Around the turn of the 20th century, during a harsh northern California winter, members of a ranching family are squabbling among themselves while the two oldest sons go hunting for a panther that is killing their livestock.
During the early days of the Korean War, U.S. Army colonel Steve Janowski is one of the military advisers training the South Korean army and he's tasked with evacuating American civilians from the war zone.
Shortly after WWII, flashbacks tell the story of Marise, her husband Paul, and Jean, who was imprisoned with Paul in a German camp. While attempting to escape from the camp Paul is shot, ... See full summary »
Barbara Beaurevel lives with her aunt and cousin in New Orleans in the late 1800's. In love with Mark Lucas, a research doctor at Tulane University, her plans to marry him are thwarted. ... See full summary »
Ellen Burton arrives in Africa to join Dr. Mary as her nurse, bringing modern medicine to the native peoples. Lonni Douglas, an animal wrangler and fortune hunter, agrees to take her upriver, despite his misgivings about her suitability for Africa. They battle escaped gorillas, hostile natives, infected lion wounds, and hostile witch doctors to reach their destination and on the way, they fall in love. Will their contrasting interests doom their romance?Written by
James Callan <firstname.lastname@example.org>
King Leopold II was the exclusive owner of the Congo Free State from 1885 to 1908. The movie is set in 1907. During Leopold's ownership it has been estimated that the population was decreased by as much as 50% while profits for some years were as much as 100%. The first resource harvested was Ivory but the next, and most profitable, was rubber. Torture, killing, and mutilations were used to such an extent on the population enslaved by Leopold that the rubber crop was referred to as "Red Rubber". See more »
Lonni Douglas (Robert Mitchum) is a trapper working in Africa around the turn of the 20th Century. He captures large, exotic animals that he then sells to zoos around the world. His partner, Huysman (Walter Slezak), who is more the type to stay in the "office" and supervise, has an ulterior motive--he believes there is gold in "them thar" hills. So Douglas has been searching for the gold for years. There is only one place left to look--a remote area far up the Congo, inhabited by a tribe hostile to white men. When nurse Ellen Burton (Susan Hayward) arrives as an assistant for a doctor in a village neighboring the remote one, however, Huysman sees it as the perfect opportunity, with a benevolent "false front" presented to the tribes-people, for Douglas to take her up the Congo and search for the source of the gold.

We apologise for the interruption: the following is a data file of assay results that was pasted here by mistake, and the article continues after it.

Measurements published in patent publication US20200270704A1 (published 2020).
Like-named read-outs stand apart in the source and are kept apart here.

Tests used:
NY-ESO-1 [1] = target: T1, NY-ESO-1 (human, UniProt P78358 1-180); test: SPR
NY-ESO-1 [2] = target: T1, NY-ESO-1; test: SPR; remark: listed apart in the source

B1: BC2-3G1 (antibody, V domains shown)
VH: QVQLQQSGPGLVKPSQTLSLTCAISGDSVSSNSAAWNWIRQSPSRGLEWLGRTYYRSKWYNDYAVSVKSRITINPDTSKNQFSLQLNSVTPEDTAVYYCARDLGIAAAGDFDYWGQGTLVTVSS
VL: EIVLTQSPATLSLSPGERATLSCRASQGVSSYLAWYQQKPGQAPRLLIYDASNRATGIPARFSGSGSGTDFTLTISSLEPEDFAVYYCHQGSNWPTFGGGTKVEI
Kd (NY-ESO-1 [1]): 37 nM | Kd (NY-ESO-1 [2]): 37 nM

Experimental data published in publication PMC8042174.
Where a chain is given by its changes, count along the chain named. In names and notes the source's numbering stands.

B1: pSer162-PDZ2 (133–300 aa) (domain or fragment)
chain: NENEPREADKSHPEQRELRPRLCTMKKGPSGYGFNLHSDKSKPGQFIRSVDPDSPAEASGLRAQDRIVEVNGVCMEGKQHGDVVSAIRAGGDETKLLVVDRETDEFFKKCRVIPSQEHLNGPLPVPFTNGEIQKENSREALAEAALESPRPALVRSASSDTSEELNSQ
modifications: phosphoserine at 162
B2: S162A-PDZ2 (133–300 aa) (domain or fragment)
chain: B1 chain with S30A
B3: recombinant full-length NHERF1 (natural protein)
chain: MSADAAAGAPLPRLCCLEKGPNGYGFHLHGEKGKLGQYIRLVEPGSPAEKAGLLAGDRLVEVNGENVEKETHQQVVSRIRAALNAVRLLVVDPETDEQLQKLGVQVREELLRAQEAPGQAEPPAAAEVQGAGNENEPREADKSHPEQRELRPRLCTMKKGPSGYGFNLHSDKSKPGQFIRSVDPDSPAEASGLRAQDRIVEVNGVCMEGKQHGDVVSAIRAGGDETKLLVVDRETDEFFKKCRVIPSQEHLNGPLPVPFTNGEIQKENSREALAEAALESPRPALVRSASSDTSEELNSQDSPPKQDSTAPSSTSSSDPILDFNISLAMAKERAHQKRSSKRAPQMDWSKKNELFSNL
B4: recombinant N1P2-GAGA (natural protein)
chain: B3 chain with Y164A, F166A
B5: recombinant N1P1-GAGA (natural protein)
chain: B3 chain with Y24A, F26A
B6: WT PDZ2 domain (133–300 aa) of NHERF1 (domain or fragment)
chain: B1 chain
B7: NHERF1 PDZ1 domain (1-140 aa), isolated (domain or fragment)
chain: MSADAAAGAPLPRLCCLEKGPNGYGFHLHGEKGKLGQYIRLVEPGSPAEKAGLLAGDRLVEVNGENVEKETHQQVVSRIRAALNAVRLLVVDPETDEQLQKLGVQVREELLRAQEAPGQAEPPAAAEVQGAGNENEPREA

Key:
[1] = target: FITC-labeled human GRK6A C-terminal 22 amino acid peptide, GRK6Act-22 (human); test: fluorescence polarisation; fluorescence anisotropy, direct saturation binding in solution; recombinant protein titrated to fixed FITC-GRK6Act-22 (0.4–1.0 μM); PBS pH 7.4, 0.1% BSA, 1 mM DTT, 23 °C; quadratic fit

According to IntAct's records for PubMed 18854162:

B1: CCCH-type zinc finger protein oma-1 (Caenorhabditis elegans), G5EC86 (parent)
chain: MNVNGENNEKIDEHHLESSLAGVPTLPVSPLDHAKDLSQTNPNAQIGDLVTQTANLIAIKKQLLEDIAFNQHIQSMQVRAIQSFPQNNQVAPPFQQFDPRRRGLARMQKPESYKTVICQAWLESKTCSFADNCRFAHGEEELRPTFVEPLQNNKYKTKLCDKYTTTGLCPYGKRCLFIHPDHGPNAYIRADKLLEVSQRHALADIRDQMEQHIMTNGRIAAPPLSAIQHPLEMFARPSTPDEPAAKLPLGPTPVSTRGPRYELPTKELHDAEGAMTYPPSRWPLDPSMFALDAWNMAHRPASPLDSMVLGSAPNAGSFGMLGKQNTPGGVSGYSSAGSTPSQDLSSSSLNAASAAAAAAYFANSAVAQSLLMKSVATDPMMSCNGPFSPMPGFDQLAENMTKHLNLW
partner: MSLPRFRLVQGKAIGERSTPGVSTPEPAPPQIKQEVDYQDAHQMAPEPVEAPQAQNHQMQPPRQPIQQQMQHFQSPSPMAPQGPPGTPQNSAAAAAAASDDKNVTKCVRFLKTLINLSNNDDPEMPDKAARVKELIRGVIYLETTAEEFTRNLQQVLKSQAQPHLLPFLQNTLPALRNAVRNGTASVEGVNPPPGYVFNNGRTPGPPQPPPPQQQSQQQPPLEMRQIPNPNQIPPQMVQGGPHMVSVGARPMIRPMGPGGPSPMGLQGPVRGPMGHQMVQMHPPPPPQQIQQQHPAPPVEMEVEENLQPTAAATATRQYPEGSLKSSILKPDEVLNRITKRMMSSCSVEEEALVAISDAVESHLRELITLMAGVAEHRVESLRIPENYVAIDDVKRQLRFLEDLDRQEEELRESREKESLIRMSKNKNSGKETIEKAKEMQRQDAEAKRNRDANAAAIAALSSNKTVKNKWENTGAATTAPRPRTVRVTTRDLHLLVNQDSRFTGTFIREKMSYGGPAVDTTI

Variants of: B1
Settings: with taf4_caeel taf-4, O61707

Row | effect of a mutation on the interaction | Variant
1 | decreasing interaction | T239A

Based on a novel by Louise A. Stinetorf, director Henry Hathaway and screenwriters Ivan Goff and Ben Roberts created a genre-spanning feast for the eyes, ears and mind in White Witch Doctor. The film combines adventure, suspense, romance, drama, intentional and unintentional humor, and an almost documentary-like travelogue through Africa.
The Technicolor cinematography is fantastic, and a great choice as we are treated to various African cultures in traditional dress, occasionally performing traditional dances and other ceremonies, throughout the film. I don't know a lot of background information on the film, but I would bet that some shots were filmed as documentary material in Africa. Possibly, some was stock footage.
But the heart of the film is Douglas, his relationship to Burton, and an often subtle, mostly subtextual commentary on a clash of cultures, which was far ahead of its time. Both Mitchum an Hayward are fabulous, with Mitchum occasionally approaching an enjoyable camp in his macho swagger and Hayward, in the context of the film and its characters, showing an also ahead-of-its-time underlying strength, intelligence and independence beneath her more stereotypical initial appearance as a beautiful but dependent woman. The script has an effective combination of serious drama with the difficulties of dealing with different cultures as well as a light playfulness.
This is a little-known gem of a film that deserves a serious first or second look. A 10 out of 10 from me.
15 of 21 people found this review helpful.
Was this review helpful to you?
| Report this